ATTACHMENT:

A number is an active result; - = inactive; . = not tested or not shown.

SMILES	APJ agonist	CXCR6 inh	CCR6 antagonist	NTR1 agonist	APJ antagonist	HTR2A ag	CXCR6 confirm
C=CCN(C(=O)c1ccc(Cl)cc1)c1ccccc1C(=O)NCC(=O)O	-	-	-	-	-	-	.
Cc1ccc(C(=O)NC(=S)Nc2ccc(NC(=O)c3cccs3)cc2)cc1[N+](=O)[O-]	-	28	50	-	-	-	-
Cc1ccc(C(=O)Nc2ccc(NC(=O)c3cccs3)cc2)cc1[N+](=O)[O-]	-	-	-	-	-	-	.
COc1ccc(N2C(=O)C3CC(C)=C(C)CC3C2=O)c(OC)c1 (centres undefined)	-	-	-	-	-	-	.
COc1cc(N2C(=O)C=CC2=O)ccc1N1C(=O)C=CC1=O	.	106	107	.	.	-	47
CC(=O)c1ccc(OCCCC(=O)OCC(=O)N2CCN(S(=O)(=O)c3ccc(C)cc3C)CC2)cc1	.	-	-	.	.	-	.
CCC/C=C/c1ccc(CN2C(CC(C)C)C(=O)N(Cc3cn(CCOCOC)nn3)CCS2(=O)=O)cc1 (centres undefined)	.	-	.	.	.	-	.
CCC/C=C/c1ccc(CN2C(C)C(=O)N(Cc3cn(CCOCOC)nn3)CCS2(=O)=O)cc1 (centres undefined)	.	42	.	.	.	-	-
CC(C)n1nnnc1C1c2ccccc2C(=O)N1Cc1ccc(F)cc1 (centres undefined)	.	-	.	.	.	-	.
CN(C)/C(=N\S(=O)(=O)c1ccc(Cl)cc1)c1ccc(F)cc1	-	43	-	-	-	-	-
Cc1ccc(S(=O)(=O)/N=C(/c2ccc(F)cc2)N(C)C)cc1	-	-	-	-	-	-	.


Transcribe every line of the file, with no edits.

A number is an active result; - = inactive; . = not tested or not shown.

SMILES	APJ agonist	CXCR6 inh	CCR6 antagonist	NTR1 agonist	APJ antagonist	HTR2A ag	CXCR6 confirm
C=CCN(C(=O)c1ccc(Cl)cc1)c1ccccc1C(=O)NCC(=O)O	-	-	-	-	-	-	.
Cc1ccc(C(=O)NC(=S)Nc2ccc(NC(=O)c3cccs3)cc2)cc1[N+](=O)[O-]	-	28	50	-	-	-	-
Cc1ccc(C(=O)Nc2ccc(NC(=O)c3cccs3)cc2)cc1[N+](=O)[O-]	-	-	-	-	-	-	.
COc1ccc(N2C(=O)C3CC(C)=C(C)CC3C2=O)c(OC)c1 (centres undefined)	-	-	-	-	-	-	.
COc1cc(N2C(=O)C=CC2=O)ccc1N1C(=O)C=CC1=O	.	106	107	.	.	-	47
CC(=O)c1ccc(OCCCC(=O)OCC(=O)N2CCN(S(=O)(=O)c3ccc(C)cc3C)CC2)cc1	.	-	-	.	.	-	.
CCC/C=C/c1ccc(CN2C(CC(C)C)C(=O)N(Cc3cn(CCOCOC)nn3)CCS2(=O)=O)cc1 (centres undefined)	.	-	.	.	.	-	.
CCC/C=C/c1ccc(CN2C(C)C(=O)N(Cc3cn(CCOCOC)nn3)CCS2(=O)=O)cc1 (centres undefined)	.	42	.	.	.	-	-
CC(C)n1nnnc1C1c2ccccc2C(=O)N1Cc1ccc(F)cc1 (centres undefined)	.	-	.	.	.	-	.
CN(C)/C(=N\S(=O)(=O)c1ccc(Cl)cc1)c1ccc(F)cc1	-	43	-	-	-	-	-
Cc1ccc(S(=O)(=O)/N=C(/c2ccc(F)cc2)N(C)C)cc1	-	-	-	-	-	-	.